19. This concern is a special case of Kim’s (1989, 1993, and elsewhere) exclusion argument against irreducible higher-level properties. While Kim takes overdetermination concerns to motivate reductionism about higher-level features, others (e.g., Heil 2003 and Gillett and Rives 2005) see these as motivating anti-realism about determinables, on grounds that determinables cannot be reduced, metaphysically or conceptually, to any constructions from or of determinates. See Christensen (2014) for a response to the overdetermination concern according to which overdetermination of powers is pervasive, and hence not a particular problem for the posit of determinables.
20. The concern may be partly inspired by certain attempts to characterize determination as non-conjunctive, as in Stout’s claim: “the point is that red and yellow do not resemble each other in one character and differ in another. The respect in which they are alike, i.e. colour, is also the respect in which they are dissimilar” (1930: 398).
21. As Berkeley said: “[I]t is thought that every name has, or ought to have, only one precise and settled signification, which inclines men to think there are certain abstract, determinate ideas, which constitute the true and only immediate signification of each general name. […] whereas, in truth, there is no such thing as one precise and definite signification annexed to any general name, they all signifying indifferently a great number of particular ideas” (1710: §18).
22. Berkeley’s arguments against abstract ideas might be seen as suggesting another reason to reject determinables: namely, that we are unable to think about them (contra, e.g., G. F. Stout's (1930) view that we can think of colour without thinking of some special colour); see van der Schaar (1991: 156) and Poli (2004: 179) for discussion).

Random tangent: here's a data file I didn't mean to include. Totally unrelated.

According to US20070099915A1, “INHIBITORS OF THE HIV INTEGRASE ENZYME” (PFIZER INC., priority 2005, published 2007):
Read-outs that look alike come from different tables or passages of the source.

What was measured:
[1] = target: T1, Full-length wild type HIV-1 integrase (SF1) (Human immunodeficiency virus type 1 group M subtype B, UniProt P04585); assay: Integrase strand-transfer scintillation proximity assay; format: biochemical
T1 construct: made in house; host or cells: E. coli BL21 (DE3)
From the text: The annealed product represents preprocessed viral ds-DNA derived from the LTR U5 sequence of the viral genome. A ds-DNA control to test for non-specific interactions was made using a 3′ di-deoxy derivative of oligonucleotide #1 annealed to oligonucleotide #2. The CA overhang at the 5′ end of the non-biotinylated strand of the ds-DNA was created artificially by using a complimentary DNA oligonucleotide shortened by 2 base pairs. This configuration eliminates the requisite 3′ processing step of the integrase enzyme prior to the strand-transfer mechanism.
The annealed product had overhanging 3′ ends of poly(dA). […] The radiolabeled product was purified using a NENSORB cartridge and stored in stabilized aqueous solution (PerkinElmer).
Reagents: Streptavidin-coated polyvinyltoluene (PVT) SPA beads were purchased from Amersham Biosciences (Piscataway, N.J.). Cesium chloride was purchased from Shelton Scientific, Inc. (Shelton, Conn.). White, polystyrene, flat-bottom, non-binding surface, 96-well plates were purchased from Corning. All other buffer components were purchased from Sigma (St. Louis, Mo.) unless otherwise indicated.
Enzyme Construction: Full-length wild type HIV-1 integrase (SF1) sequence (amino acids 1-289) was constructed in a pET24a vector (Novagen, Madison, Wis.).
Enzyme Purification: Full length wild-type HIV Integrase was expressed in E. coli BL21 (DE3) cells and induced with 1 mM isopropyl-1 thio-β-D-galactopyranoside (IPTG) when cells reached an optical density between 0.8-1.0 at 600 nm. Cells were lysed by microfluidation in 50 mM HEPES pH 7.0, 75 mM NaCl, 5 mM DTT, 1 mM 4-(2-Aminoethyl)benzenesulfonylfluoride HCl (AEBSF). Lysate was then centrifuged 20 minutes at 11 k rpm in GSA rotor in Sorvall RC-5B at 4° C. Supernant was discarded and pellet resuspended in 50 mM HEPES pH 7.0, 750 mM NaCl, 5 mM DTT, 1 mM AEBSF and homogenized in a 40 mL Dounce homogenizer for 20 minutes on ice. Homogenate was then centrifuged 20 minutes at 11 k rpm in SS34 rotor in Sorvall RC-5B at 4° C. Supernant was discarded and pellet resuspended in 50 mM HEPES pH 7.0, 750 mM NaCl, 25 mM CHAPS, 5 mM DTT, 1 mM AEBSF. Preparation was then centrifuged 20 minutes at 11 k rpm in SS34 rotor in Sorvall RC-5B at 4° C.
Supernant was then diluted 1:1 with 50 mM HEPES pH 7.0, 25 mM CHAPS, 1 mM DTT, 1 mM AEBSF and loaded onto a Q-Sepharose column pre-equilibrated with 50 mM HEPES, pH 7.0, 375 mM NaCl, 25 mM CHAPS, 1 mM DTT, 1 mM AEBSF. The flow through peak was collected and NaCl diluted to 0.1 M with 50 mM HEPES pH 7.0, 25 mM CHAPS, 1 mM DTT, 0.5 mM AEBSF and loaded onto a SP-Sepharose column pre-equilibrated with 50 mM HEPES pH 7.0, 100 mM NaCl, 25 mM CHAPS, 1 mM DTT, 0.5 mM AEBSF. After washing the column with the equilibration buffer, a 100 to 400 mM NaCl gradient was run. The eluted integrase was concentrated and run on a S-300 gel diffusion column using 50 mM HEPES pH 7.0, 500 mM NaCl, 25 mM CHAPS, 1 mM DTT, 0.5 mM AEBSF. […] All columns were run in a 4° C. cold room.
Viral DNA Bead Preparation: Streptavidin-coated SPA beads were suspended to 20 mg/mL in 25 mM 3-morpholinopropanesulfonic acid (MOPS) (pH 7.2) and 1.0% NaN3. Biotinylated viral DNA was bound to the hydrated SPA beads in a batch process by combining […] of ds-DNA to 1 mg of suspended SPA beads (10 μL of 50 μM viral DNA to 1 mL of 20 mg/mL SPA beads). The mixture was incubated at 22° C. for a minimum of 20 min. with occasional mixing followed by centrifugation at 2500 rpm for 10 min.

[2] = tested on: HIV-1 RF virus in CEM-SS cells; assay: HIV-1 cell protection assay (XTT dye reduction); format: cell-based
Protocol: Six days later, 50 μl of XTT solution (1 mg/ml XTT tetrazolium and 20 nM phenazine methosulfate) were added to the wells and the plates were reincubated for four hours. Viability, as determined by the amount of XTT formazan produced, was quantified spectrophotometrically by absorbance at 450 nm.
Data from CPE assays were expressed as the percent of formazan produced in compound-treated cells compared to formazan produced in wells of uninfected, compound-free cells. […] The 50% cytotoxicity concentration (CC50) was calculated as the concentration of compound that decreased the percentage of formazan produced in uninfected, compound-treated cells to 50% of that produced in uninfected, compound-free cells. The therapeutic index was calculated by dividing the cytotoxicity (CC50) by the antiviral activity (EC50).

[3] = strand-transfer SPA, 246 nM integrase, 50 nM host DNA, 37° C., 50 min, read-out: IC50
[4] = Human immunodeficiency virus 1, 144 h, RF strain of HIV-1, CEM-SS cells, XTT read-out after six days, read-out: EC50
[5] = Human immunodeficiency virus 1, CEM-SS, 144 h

23. As Searle puts it: “We invent a term (e.g., ‘color’, ‘texture’, ‘shape’) to cover a whole range of characterising terms which are all in the same line of business. But this higher order term (determinable) is not part of an analysis of the lower order terms, it is just a name for the line of business they are all in” (1959: 154).
24. Armstrong allows that “it remains possible that some of these classes are unified in a more direct manner [involving] a determinable property” (1997: 52), and later suggests that this is the case for determinable predicates appearing in functional laws of nature (see §5.1); this (temporary) exception aside, Armstrong is anti-realist about determinables.
25. See, e.g., Fales (1990), who argues that Armstrong’s account can only handle linearly orderable determinates, and Eddon (2007), who argues that the account also fails for certain fundamental physical quantities. See Armstrong (1997) and Morganti (2011) for responses.
26. As a referee pointed out, further determinability does not follow just from the continuity of space; for if space is ultimately constituted by points, there could nonetheless be a maximally determinate shape given by the pattern of occupation of points.
27. Antony qualifies: “What I really think is that there is no such thing as a ‘disjunctive property’—rather, there are only disjunctive predicates” (2003: 9); hence she might better be seen as an eliminativist with a disjunctive conception of determinable predicates.
28. In Yablo’s account there is a particularist echo of Fales’s account of “causal essences” as determinable or generic universals which are contained within the essences of specific universals.
29. As a referee noted, one might think that even if red and orange share certain powers, red and blue might share other powers—say, being able to trigger a machine designed to detect for those shades. Here the proponent of a powers-based account might respond that such artificial powers are not clearly to the point of accommodating seemingly orderable similarities between determinates.
30. Fales (1990: Ch. 9.3) suggests that Requisite determination may be explained if the subset of causal relations/powers associated with the determinable is nomologically insufficient for distinct existence.
31. See, however, Jenkins (2011), Schaffer (2012), Wilson (2014), Rodriguez-Pereyra (2016), and others for arguments that metaphysical dependence needn’t be a strict partial order.
32. Funkhouser (2006) seems to presuppose that determinables should be disjunctively understood; see 566, note 2.
33. A particular \(a\) falls under \(F\) iff \(F\) is a determinable \(\langle S, f\rangle\) and \(a\) is in the domain of \(f\); a particular \(a\) instantiates \(F\) iff \(F\) is a determinate \(\langle \langle S, f\rangle , Ei\rangle \) and \(f(a) = i\).